By Alan Scherstuhl
By Amy Nicholson
By Charles Taylor
By Stephanie Zacharek
By Brian Feinzimer
By CAROLINA DEL BUSTO
By AMY NICHOLSON
By Amy Nicholson
Like youth itself, the opening of Frequencies—an uncommonly ambitious science-fiction romance—is sparkling and unsettling at once. It bubbles with crushes and promise, as smart teens do, but its leads suffer from that certainty felt by the mooniest young people, the ones who haven't yet figured out how to be around each other. They're convinced that something within them naturally repulses the people they want to get close to.
Writer/director Darren Paul Fisher literalizes such fears in a crisp and bewitching montage. A girl and a boy, both stirred by each other, meeting for exactly one minute per year as part of their own self-conducted science experiment. These two actually do radiate forces that repulse each other, in the scientific rather than the gag-reflex way: The world quakes if they're near each other too long. Fisher strings those quick minutes together, one after the other, the characters growing from kids to teens (as the actors are swapped out twice). Always, the boy beams and flirts, and the girl, a genius, tries to focus the talk on the science; she wants to learn what she can about their repulsion before it brings down planes from the sky.
The premise of Fisher's smart, twisty film (his third feature) is that all people emit a measurable frequency whose pitch reveals their essence. Radiant Marie's frequency is off-the-charts high, which means she's brilliant but emotes like an android. She says the kind of things Estella did in Great Expectations, pushing her words into the air like they're coins she's sliding into a parking meter: "I experience no joy. If you ever see me smile, laugh, frown, or cry, I'm pretending."
She is pursued by Zak (mostly played by Daniel Fraser), her essential opposite. On their jacket-and-tie school's big test day, when the children learn what they emit, he learns he's a "negative," someone so low on the scale that he can't possibly amount to much. The administration badgers him to transfer elsewhere, but even while prepubescent he's too smitten with Marie to take the hint. Each year he jabbers through his minute with her, seeming to charm a girl who thinks she's uncharmable. She has such a hold on him that, a few years after graduation, he tracks her down and spends their usual one minute telling her the impossible: That he's found a way to change their frequencies—to give them "compatible resonance."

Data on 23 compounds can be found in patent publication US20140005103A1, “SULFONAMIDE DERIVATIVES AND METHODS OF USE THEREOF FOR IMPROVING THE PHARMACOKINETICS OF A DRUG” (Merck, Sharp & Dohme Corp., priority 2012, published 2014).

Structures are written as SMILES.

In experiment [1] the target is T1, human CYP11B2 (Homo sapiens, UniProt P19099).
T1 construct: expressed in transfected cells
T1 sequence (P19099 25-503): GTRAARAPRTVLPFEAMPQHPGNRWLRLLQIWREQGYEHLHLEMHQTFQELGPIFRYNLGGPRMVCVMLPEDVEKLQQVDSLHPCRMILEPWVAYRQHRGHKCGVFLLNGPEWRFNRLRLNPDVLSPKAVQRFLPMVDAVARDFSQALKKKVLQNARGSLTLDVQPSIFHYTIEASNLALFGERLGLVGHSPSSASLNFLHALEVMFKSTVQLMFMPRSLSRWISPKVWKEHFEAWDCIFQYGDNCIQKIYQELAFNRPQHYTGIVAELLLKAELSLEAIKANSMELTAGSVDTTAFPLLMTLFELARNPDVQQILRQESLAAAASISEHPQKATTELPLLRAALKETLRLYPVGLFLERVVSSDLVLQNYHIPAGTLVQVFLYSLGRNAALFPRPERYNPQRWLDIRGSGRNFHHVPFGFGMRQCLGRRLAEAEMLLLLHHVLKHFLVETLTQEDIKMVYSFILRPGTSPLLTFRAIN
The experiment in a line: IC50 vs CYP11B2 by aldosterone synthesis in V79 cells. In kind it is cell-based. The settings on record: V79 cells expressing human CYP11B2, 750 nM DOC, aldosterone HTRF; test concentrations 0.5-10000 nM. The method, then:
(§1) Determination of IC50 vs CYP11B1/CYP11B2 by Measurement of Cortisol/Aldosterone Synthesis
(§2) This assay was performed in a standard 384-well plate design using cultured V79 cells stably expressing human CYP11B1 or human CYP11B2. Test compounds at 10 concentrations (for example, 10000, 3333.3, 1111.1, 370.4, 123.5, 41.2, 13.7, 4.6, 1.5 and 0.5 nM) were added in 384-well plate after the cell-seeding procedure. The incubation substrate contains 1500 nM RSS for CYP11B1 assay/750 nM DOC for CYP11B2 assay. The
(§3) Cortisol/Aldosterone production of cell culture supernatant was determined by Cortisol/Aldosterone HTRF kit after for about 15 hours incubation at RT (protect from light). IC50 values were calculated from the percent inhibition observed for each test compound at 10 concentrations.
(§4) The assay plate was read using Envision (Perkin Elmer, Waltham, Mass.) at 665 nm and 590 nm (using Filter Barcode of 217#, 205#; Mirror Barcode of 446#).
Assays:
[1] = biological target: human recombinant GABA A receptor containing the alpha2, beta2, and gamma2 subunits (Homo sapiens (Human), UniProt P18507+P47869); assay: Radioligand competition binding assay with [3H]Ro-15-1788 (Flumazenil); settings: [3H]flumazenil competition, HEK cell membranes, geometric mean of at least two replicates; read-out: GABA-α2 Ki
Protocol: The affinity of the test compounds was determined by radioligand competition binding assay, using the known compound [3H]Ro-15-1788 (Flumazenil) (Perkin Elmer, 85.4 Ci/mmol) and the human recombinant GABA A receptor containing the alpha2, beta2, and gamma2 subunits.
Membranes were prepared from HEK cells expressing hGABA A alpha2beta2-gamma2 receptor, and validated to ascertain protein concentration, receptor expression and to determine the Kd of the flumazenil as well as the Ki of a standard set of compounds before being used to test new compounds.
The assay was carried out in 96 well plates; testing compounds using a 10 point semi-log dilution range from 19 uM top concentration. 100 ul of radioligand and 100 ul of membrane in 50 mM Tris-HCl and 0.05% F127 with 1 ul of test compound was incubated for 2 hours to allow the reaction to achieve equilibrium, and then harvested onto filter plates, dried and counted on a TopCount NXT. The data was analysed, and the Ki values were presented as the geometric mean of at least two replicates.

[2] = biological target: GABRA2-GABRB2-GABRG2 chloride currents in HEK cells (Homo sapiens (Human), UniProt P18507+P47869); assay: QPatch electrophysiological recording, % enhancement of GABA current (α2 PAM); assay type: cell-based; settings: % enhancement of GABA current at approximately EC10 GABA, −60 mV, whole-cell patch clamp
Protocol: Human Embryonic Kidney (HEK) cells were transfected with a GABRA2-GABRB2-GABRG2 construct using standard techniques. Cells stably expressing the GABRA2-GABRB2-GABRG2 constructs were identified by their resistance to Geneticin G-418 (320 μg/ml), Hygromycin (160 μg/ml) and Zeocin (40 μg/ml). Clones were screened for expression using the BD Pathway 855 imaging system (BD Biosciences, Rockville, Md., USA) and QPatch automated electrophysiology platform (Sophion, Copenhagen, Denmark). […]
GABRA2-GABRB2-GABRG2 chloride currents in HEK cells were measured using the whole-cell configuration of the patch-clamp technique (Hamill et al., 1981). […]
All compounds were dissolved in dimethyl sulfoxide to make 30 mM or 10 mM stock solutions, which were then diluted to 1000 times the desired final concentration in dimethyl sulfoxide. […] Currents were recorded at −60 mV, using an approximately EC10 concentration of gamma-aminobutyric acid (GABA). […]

The first third is told from Marie's perspective. Eleanor Wyld plays her as grown up, and measures up to the movie's trickiest moment: the first time Marie is really stirred by the sloppy feelings that urge the rest of us along. Marie's never loved, but she's no virgin, telling Zak that she's conducted her share of "experiments" and that sex must be like masturbating with a partner.
Soon, Fisher doubles back and shows us Zak's much nervier side of things, spiriting us again through their school days with double-time brio, offhandedly clearing up and establishing new mysteries. The structure is clever; you'll think things like "Oh, that's why he was so sweaty that one year." Better still, it's elegant and moving. It generates its own resonance.
Fisher never subordinates his big ideas to the usual chase scenes or manufactured love conflicts less confident filmmakers use to candy up such material. That's great—too bad that, in the final third, the movie also doesn't subordinate those ideas to its own story, or to its earlier elegance of construction. Instead the ideas swell up, multiply like Tribbles, and finally encompass mind control, ancient conspiracies, questions of free will versus determinism, and what your brain is doing when it somehow knows a melody it's never heard before. It's like a Richard Powers novel crammed into a couple of reels.
Fisher layers the stronger early scenes with homages to Magritte: Kids in ties hold green apples; a father's curved pipe lays on a swatch of brown, clearly a real pipe rather than the idea of one. The promise of Surrealism is that there is no explanation. But the gentle mysteries of such imagery gives way to gushing précis of everything much later on, the connections between Mozart and a government cover-up and the science-fair projects the leads conducted a decade before all laid out in monologues. Some of the cleverness is distractingly cute, especially the fact that Marie, Zak, and their classmates all are named after great scientists and theorists: Her middle name is Curie; his is Newton.
There's too little of the verve of the opening scenes, and it leaves our lovers and their mad travails with a new, more pressing problem of scale. In comparison to the God-sized revelations at the end, these kids' problems don't amount to Bogart's hill of beans.
The movie's two modes actually reflect its protagonists' troubles: It repels when we want to lean into it. But it reveals Fisher as a filmmaker of great gifts and even greater promise.